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A U.S. soldier, wearing a mask to protect him from dust, clears earthquake rubble from Port-au-Prince in late February.
A U.S. soldier, wearing a mask to protect him from dust, clears earthquake rubble from Port-au-Prince in late February. (Seth Robson / S&S)
A U.S. soldier, wearing a mask to protect him from dust, clears earthquake rubble from Port-au-Prince in late February.
A U.S. soldier, wearing a mask to protect him from dust, clears earthquake rubble from Port-au-Prince in late February. (Seth Robson / S&S)
U.S. soldiers, wearing masks to protect them from dust, provide security during operations to clear earthquake rubble from Port-au-Prince in late February.
U.S. soldiers, wearing masks to protect them from dust, provide security during operations to clear earthquake rubble from Port-au-Prince in late February. (Seth Robson / S&S)

Air, water and soil samples taken from places where U.S. troops have been operating in Haiti do not contain high levels of toxic substances, according to the U.S. Southern Command.

The U.S. Army Center for Health Promotion and Preventive Medicine tested the hundreds of samples for some 200 contaminants, including silica and asbestos.

“Everything we have been able to analyze so far has not presented a risk that is expected to be long-term, short-term or one we can’t mitigate,” said Lt. Col. Eric Milstrey, SOUTHCOM’s public health officer.

Teams from the Army, Air Force and Navy collected the samples from sites where U.S. military personnel have worked in Haiti since January’s deadly earthquake. Soldiers from the 82nd Airborne Division, who provided security for earthquake rubble removal in Port-au-Prince, have reported sore throats and coughing that they blame on dust inhaled on the job.

“We collected air samples from 31 locations to see if our guys were potentially breathing anything bad,” he said.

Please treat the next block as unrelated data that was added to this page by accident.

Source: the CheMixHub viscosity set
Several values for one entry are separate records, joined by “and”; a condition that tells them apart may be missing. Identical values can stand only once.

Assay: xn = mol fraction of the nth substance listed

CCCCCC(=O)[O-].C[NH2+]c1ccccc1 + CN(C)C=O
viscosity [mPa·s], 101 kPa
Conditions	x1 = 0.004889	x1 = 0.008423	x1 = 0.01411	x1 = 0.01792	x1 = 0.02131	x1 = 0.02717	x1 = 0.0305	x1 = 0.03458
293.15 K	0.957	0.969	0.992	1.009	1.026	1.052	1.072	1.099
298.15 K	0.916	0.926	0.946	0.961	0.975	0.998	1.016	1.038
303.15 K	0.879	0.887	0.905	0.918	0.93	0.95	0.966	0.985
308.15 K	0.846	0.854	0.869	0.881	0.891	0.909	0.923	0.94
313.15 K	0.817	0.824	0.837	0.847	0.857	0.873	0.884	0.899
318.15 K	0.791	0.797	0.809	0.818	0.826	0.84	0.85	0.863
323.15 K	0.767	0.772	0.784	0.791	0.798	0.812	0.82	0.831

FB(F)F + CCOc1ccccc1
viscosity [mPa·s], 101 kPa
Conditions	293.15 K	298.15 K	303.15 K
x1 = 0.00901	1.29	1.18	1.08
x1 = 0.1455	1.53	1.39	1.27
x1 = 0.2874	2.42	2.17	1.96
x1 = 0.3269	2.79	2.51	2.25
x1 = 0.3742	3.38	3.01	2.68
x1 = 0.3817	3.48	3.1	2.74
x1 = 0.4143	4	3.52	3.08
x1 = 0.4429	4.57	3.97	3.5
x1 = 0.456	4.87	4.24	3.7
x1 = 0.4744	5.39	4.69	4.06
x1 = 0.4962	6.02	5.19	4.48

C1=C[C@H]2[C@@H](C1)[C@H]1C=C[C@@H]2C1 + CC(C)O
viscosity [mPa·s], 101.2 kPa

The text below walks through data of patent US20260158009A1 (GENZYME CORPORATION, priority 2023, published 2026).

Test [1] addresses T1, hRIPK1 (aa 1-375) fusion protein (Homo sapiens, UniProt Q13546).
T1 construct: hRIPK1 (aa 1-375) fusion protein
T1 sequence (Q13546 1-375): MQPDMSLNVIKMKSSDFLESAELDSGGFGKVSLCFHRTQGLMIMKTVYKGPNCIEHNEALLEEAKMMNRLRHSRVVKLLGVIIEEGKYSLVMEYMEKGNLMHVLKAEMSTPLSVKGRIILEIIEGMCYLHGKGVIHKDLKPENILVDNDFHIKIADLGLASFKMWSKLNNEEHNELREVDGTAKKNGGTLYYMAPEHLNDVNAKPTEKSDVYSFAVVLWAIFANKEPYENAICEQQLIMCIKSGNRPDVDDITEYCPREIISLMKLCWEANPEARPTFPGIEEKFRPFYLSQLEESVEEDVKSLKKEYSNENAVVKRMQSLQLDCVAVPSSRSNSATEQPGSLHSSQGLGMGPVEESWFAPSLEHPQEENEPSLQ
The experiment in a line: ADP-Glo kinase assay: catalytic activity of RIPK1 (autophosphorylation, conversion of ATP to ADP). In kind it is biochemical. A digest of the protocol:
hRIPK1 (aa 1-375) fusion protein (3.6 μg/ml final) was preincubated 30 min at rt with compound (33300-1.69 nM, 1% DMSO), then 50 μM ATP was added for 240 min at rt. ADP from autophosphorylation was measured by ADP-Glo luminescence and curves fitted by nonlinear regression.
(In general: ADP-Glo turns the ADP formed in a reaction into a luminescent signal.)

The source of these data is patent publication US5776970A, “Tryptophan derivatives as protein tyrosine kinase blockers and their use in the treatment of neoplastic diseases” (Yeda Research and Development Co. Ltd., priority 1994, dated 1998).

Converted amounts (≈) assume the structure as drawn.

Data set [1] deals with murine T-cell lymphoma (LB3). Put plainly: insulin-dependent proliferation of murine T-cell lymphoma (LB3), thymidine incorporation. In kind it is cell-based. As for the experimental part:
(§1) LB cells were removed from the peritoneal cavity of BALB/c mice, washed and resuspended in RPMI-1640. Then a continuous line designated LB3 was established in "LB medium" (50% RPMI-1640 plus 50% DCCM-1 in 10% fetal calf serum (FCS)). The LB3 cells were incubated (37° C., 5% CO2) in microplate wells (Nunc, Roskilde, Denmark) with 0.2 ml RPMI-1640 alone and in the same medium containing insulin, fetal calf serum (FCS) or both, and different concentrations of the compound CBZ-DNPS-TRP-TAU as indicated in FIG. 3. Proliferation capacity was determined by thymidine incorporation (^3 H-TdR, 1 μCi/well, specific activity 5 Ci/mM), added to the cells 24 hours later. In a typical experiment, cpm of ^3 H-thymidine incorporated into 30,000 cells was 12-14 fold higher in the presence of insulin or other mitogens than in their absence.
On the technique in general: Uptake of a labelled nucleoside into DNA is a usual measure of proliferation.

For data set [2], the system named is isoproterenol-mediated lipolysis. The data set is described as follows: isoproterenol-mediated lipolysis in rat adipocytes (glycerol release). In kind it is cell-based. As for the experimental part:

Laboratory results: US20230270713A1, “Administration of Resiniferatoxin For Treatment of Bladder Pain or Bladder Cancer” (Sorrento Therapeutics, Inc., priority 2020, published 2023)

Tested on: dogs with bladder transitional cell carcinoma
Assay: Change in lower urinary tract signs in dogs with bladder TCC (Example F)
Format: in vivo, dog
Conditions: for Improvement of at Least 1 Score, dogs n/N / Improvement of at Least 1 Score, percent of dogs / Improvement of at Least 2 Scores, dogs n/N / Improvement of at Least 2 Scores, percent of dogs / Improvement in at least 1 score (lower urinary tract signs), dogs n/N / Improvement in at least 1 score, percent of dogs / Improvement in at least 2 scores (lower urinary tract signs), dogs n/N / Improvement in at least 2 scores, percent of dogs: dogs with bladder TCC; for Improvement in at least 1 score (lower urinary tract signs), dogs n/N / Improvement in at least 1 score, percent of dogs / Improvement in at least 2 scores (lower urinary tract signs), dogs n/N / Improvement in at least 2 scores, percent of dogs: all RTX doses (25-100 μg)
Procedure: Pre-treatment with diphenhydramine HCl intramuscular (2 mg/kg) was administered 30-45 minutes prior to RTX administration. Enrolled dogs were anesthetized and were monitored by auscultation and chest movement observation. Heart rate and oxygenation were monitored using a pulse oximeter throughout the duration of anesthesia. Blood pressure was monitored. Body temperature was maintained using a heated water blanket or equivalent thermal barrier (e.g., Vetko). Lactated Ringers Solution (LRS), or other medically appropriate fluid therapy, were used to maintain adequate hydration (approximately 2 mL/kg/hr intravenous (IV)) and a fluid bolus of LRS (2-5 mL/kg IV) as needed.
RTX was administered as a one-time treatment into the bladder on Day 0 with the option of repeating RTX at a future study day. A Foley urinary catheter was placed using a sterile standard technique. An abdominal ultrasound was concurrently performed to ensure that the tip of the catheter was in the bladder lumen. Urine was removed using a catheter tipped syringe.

Contaminants present in the samples were at levels below those recognized as a risk under U.S. government standards, Milstrey said.

“In the U.S. we use a lot of fiberglass and asbestos for insulation,” he said. “It appears that Haiti does not use asbestos as liberally as we do in the U.S.”

So some of the concerns that have been seen on U.S. disaster responses — such as cleanup efforts in New York after the Sept. 11, 2001, attacks — were not present in Haiti, Milstrey said.

Hundreds of people are suing New York City over cancer diagnoses received after being exposed to dust while working at ground zero. The Associated Press reported that a judge on March 19 rejected a $575 million legal settlement for thousands of sick 9/11 responders in part because he thought it should contain more money for cancer victims.

The Army’s preliminary results suggest that asbestos levels found in dust from the Haiti earthquake are low enough that it would have been safe for soldiers to work without masks. The only place where a significant quantity of asbestos was detected in Haiti was at an AIDS clinic used by the U.S. Public Health Service, where an asbestos ceiling tile was discovered, Milstrey said.

Furthermore, testing of 14 wells used to supply shower water to troops in Haiti turned up quite a few contaminants, including harmful bacteria, that could be a health risk if the water was untreated, Milstrey said.

“The water there is very dirty … but, because our water was filtered using reverse-osmosis water purification, that filtered out most everything that was there,” he said.

No troops in Haiti have become sick from using the water, although there have been cases of food poisoning among personnel who ate local cuisine, he said.

“I understand some soldiers had food poisoning,” Milstrey said. “That is something we expect. It is generally easily treated.”

Troops who served in Haiti are being screened for illnesses that might result from their service there, and they are being encouraged to talk to health professionals if they have concerns, Milstrey said.

“We want to make sure everybody comes back from the deployment and stays healthy,” he said.

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